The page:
LOST: THE COMPLETE FIRST SEASON ($70) comes to Blu-ray in a seven-disc set that features the following twenty-four episodes that were aired during year one: Pilot Part 1, Pilot Part 2, Tabula Rasa, Walkabout, White Rabbit, House Of The Rising Sun, The Moth, Confidence Man, Solitary, Raised By Another, All The Best Cowboys Have Daddy Issues, Whatever The Case May Be, Hearts And Minds, Special, Homecoming, Outlaws, ...In Translation, Numbers, Deus Ex Machina, Do No Harm, The Greater Good, Born To Run, Exodus Part 1 and Exodus Part 2.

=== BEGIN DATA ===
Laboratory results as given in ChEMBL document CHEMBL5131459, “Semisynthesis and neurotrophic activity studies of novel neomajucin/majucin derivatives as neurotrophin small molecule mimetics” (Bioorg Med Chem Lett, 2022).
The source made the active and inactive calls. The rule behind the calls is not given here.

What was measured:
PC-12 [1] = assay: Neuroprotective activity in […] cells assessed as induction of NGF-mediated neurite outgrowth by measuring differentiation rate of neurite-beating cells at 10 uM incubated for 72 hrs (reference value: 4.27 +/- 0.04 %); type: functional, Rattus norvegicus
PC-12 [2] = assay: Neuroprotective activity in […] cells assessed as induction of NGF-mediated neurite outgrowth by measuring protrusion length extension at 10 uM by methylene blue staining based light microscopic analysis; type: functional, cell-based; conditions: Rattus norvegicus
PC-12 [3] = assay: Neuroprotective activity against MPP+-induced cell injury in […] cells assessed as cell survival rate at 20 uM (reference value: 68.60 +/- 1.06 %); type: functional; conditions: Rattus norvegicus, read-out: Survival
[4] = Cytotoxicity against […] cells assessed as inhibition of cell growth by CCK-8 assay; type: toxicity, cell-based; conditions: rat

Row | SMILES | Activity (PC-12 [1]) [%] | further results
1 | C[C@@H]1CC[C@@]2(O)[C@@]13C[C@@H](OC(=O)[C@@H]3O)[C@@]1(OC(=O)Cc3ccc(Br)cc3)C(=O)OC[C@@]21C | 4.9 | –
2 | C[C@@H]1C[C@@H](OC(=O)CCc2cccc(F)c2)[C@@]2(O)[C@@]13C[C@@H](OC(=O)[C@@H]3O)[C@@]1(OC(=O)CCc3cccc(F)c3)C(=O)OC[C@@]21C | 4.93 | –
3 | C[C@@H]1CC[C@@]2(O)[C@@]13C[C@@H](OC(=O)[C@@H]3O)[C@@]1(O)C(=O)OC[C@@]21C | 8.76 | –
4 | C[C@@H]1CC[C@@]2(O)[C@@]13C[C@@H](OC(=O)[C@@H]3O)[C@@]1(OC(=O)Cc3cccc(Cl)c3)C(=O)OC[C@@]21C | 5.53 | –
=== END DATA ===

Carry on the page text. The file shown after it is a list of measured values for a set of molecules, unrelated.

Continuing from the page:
Buena Vista Home Entertainment has made all twenty-four episodes that comprise LOST: THE COMPLETE FIRST SEASON available on Blu-ray Disc in a 1.78:1 aspect ratio presentations that have been encoded onto the disc with the AVC codec. The 1080p presentations of the episodes are certainly better than the 720p hi-def broadcasts on ABC (which are artifact laden on my cable system). In comparison to the seasons that follow, the visual qualities of season one of LOST are a little inconsistent, as if the series was still trying to find the rhythm of high definition production technique. Image sharpness and detail are generally very strong for a television production, with some softness creeping in across the episodes. However, the Hawaiian locations that stand in for the mysterious uncharted island do look very beautiful throughout. Colors tend to be very lush and very warm, in addition to producing appealing flesh tones. Blacks are accurate and the whites are crisp. Contrast and shadow detail are usually just a fine for a television level production, but there are some inconsistencies, with a tendency to push towards an overly contrasted look. There are no noticeable defects in the source materials. Some grain is present in the image, with some instances appearing heavier than others.